• Med Life

    Kathleen ZelmanOf all the diet crazes that have seized Americans in the past 40 years (remember the grapefruit diet?), the Mediterranean diet is the one with staying power. Nutrition professionals recommend it today as enthusiastically as they have for decades—only now with even more research behind it.

    “It’s considered one of the healthiest diets on the planet,” says Kathleen Zelman, MPH, R.D., L.D., a nutrition communications expert. “Reams of research show the health benefits. The Mediterranean way of life is a wonderful model.”

    Notice what she said? The “way of life” is what we need to emulate. “It’s not just about the diet,” confirms Zelman. “It’s the leisurely dining, the regular physical activity, the portion control. Wine is there, but not too much. It’s all tied together.”

    More than a dozen countries border the Mediterranean Sea, so there is no single Mediterranean Diet. Morocco, Sicily, Turkey, and Greece have obvious culinary differences but also many commonalities: olive oil as the principal fat; a taste for plant-based meals abundant in fruits, vegetables, beans and grains; and a preference for minimally processed food.

    “It’s not a low-fat diet at all,” notes Zelman, “but the fat is healthy fat, unsaturated fat. In fact, the percentage of calories from fat in these diets is on the high end of what some recommend, but the research is compelling. It’s not about the percentage of fat in your diet, but about the type and quality of the fat.”

    Eggs, seafood, cheese, and other dairy products contribute protein to Mediterranean meals; typically, meat plays a supporting role. In her own kitchen, Zelman relies on eggs to boost the protein in Mediterranean-inspired dishes, often topping a pizza with an egg, for example. She cooks up large batches of whole grains on the weekend—freekeh (roasted immature wheat) is a current favorite—for use throughout the week. She might stir-fry the freekeh (or wild rice, brown rice or quinoa) with spinach and sun-dried tomatoes then put a fried egg on top.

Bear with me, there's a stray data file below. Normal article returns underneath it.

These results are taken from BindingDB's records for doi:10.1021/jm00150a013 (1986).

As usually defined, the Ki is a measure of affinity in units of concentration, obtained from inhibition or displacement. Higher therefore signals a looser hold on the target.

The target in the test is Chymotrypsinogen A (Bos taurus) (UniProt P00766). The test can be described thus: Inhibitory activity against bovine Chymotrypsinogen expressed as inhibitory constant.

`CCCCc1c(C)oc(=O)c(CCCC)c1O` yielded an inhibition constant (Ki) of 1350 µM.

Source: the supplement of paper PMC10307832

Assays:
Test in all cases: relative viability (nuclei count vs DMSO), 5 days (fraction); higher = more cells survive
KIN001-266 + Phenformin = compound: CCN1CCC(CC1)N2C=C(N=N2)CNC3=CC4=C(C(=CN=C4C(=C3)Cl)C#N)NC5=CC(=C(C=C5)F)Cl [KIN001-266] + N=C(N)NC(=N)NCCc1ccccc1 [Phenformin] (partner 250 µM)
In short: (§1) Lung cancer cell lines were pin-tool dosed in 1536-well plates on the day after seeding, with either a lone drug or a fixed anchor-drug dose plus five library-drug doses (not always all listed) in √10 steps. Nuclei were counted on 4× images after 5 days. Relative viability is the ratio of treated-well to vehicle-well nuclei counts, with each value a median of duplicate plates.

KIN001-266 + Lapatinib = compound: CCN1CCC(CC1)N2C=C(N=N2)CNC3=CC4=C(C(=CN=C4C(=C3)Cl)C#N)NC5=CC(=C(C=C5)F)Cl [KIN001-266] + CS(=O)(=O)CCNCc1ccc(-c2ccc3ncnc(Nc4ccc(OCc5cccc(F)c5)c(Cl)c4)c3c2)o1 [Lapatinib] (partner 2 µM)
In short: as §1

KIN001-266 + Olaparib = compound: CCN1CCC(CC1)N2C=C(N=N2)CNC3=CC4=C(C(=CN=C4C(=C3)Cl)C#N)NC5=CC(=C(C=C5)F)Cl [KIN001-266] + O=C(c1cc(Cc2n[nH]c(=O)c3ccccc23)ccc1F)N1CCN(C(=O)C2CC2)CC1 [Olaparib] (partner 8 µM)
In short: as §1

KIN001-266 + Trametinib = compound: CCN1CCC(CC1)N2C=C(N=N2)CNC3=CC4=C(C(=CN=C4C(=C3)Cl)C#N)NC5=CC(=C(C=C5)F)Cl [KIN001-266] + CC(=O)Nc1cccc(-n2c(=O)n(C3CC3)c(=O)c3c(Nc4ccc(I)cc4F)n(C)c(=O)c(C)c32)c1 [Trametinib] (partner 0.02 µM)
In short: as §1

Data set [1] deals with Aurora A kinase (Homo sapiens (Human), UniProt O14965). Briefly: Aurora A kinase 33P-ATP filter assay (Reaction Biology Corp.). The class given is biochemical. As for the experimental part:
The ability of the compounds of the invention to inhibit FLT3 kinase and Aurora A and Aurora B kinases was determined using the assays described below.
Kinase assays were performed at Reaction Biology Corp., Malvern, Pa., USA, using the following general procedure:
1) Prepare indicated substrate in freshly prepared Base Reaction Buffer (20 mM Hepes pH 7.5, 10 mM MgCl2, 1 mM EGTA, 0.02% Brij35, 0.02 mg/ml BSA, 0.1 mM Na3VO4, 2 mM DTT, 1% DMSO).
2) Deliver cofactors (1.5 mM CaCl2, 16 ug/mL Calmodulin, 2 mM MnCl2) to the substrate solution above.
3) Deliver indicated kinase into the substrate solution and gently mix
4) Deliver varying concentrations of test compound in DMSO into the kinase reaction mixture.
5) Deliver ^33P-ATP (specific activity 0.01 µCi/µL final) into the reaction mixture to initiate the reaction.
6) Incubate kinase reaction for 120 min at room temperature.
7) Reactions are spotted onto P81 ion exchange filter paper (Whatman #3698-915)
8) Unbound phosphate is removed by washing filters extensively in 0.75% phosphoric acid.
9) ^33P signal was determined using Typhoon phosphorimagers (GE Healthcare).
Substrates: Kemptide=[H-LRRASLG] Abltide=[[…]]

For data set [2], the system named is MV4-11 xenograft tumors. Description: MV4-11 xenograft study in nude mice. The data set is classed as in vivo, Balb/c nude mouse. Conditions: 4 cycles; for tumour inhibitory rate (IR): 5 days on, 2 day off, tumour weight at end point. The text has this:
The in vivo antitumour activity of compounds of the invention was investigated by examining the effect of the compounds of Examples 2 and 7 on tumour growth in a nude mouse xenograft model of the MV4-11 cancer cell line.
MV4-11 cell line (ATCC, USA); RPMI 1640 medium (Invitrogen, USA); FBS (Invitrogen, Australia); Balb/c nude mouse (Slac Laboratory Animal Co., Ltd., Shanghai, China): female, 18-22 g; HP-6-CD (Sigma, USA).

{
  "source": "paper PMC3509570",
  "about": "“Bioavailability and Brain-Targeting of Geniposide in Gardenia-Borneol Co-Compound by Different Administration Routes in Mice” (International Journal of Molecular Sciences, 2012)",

For lunch, she loves an open-faced sandwich: whole-grain bread topped with arugula and a fried egg. Boiled eggs stuffed with hummus are another hit at her house; she adds the mashed yolk to the hummus. A frittata is her go-to dish when the vegetable drawer fills with remnants. A lone zucchini, a bell pepper half, a quarter of a red onion, the last sprigs of parsley, and a handful of grated cheese can meet up in a thick frittata. Leftovers? Tuck cold sliced frittata into whole-wheat pita with a swipe of aioli and a few leaves of soft lettuce.

    At Mediterranean tables, fresh fruit stars at dessert. To accompany mixed berries or poached fruits, Zelman likes to prepare a warm custard sauce, replacing the recipe’s cream with low-fat milk.

    Anyone can adopt a slower Mediterranean lifestyle and participate in its potential benefits: easier weight control; improved heart health; prevention of type 2 diabetes; longevity.

    “Mountains of research substantiate how this lifestyle diet can be beneficial on so many levels,” says Zelman.

     Egg Cobb Salad

    Featured recipe: Better than a Cobb salad, and better for you: Mediterranean Vegetable Salad with Preserved Lemon Dressing